Mo Zhou (BSEE '03, MSEE '05), founder of Daycare Discover, resides with her husband and son in Chicago  

EE Alumna Mo Zhou Helps Working Parents With Daycare Discover

This month, we introduce you to alumna Mo Zhou (BSEE ‘03, MSEE ‘05), who lives in Chicago with her husband and 3 year old son. UIAAAN President Ning Zulauf interviewed her this winter, after learning about her from ChicagoInno. Mo’s career path began in engineering and consulting but added an  entrepreneurial flavor, as her own struggles as a working mom searching for daycares led her to start a business to serve other working parents: Daycare Discover.

You graduated from the University of Illinois with BS and MS degrees in Electrical Engineering, and then you got your MBA degree from Yale. What was your primary career goal during your time as a student, and how did you transition from an engineering career path to working as a management consultant?
When I went to the U. of I., I wanted to get a Ph.D. in electrical engineering and focused on optics research. I participated in undergraduate research with Professor Paul Scott Carney in my sophomore year, so I had been doing undergraduate research, graduate research and my Master’s with him in optical imaging. That was what I wanted to do; it was a lot of fun, and it was a very exciting field, and I think I always wanted to see what else was there. When I went into electrical engineering, I really loved the quantitative aspect of it, and I wanted to see how that could be applied to everything else.

After graduation, I didn’t really get onto an engineering career path, not like any traditional electrical engineering position. I worked for a software company called MathWorks, working on financial products, applying my signal process knowledge to econometrics and pricing algorithms. It requires applying the quantitative methods that you have learned in engineering. When, to get my MBA, I wanted to transition to finance, I started my first-year summer internship with IBM in their financial leadership rotation program, and I worked in their global financing group. During that summer, I networked with many different departments. At that time [early 2011], IBM was working on their supercomputer Watson and getting ready for the big challenge of Watson taking on two human champions on Jeopardy, so I got a chance to talk to some of the researchers on the Watson team. At that time, they were starting a special group in Global Business Services, IBM’s consulting arm. Applying quantitative methods to business strategy was a great fit for my skill set, so I decided to join IBM full time as a management consultant in the new Advanced Analytics group after getting my MBA.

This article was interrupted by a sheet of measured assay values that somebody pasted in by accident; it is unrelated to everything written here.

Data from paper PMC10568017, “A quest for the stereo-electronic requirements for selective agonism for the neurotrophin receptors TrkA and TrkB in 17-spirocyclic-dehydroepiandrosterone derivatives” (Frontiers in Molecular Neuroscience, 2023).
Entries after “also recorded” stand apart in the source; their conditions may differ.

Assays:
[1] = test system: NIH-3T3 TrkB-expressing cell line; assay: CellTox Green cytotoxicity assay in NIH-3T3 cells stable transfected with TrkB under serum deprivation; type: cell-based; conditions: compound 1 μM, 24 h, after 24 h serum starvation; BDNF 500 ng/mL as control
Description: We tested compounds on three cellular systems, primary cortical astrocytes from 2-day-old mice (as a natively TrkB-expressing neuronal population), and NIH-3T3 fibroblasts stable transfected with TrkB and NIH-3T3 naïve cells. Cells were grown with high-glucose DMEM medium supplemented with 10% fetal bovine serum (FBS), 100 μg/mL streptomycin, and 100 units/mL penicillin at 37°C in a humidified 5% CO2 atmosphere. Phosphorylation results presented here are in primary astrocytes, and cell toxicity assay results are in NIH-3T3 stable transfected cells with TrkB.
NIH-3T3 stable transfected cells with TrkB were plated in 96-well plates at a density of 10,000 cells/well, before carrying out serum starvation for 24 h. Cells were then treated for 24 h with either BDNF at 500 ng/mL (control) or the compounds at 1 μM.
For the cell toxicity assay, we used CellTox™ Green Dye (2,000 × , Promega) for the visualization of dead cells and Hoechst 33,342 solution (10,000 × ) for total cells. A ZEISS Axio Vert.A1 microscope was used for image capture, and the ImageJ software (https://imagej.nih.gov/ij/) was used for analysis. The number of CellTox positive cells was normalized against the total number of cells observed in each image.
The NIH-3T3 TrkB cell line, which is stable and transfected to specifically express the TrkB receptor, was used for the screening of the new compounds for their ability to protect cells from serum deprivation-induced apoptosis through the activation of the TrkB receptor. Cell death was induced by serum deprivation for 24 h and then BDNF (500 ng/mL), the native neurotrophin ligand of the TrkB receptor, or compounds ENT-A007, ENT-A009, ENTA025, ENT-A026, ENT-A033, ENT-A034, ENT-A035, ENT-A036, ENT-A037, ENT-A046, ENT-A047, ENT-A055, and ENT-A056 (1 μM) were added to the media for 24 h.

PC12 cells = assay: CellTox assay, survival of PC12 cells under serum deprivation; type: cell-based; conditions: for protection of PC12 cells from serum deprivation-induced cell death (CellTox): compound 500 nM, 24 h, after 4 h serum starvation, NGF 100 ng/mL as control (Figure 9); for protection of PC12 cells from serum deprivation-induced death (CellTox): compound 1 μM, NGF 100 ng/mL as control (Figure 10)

When you were an undergrad, you kind of knew what you wanted to do when you were only a sophomore -- that is really impressive! So what made you really change after you finished your master’s degree?
Just like you said, nobody really knows what do they want to do, and it took me a while to figure out what I wanted to do and what my interest was, so when I graduated I had no idea what I wanted to do. So I continued to do research with Professor Carney, finished my Master’s, and went into the world to figure out what I wanted to do.

And also, I asked for advice from my advisor. Professor Carney was not just a professor who advised me on academics and research, but he is also a life mentor. With all his advice, I decided to wrap up my Master’s and to go see what was “out there.”

Right, so you basically thought of what you would like to do the rest of your life at a relatively early age, and then said, “You know what? I am going to change a little bit, and I am going to explore.”
I think I took the nontraditional path. A lot of college students would explore in school and figure out what they want to do. Instead of that, I really focused on one path and decided to dig deep into that, and then decided that I wanted to have more freedom figuring out what I really wanted to do.

What was the initial motivation for you to start your own business? And how did you find the demands of being a working parent, especially for daycare services?
The initial motivation was that I had the challenge myself when I was a consultant and I wanted to find a daycare for my firstborn. It was a very difficult, frustrating and time- consuming process. And when you work 60-80 hours a week as a consultant, it is really hard for you to add the equivalent of a part-time job, doing research on daycares. The only chance you have to get the information from daycares is to call them during work hours, and the only time you can visit them to really get a sense of what they are like is also during work hours.

Then, as a consultant, you can’t pop out during lunch hours to do a quick visit: you actually have to take a whole day off. So that kind of inspired me to think about what other ways we could reach out to daycares, that there must be a better way to do this, a better solution. I was not the only one that was experiencing this; any parents who are working and who are looking for daycares have the same challenge, so I really wanted to help solve this problem.